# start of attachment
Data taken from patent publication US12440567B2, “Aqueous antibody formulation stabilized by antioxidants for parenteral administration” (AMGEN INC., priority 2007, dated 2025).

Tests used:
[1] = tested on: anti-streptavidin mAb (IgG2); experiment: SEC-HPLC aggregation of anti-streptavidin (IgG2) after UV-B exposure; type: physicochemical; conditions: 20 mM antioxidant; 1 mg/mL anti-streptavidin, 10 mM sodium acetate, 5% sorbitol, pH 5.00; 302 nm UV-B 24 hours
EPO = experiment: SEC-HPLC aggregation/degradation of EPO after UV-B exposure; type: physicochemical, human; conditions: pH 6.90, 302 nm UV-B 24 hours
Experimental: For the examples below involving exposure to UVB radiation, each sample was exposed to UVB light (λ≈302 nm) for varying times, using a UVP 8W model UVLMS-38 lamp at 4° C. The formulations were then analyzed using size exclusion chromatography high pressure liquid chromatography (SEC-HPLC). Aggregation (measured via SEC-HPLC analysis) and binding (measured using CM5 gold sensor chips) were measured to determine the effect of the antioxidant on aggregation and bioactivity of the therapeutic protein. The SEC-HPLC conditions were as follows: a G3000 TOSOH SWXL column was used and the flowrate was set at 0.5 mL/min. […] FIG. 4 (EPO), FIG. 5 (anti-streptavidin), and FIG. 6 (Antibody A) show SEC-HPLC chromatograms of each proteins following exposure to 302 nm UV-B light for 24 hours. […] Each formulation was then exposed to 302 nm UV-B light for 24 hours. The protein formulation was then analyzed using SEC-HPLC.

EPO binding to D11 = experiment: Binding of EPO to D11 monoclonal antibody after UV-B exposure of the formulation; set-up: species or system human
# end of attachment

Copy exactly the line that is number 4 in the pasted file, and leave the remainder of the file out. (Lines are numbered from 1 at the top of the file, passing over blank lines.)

EPO = experiment: SEC-HPLC aggregation/degradation of EPO after UV-B exposure; type: physicochemical, human; conditions: pH 6.90, 302 nm UV-B 24 hours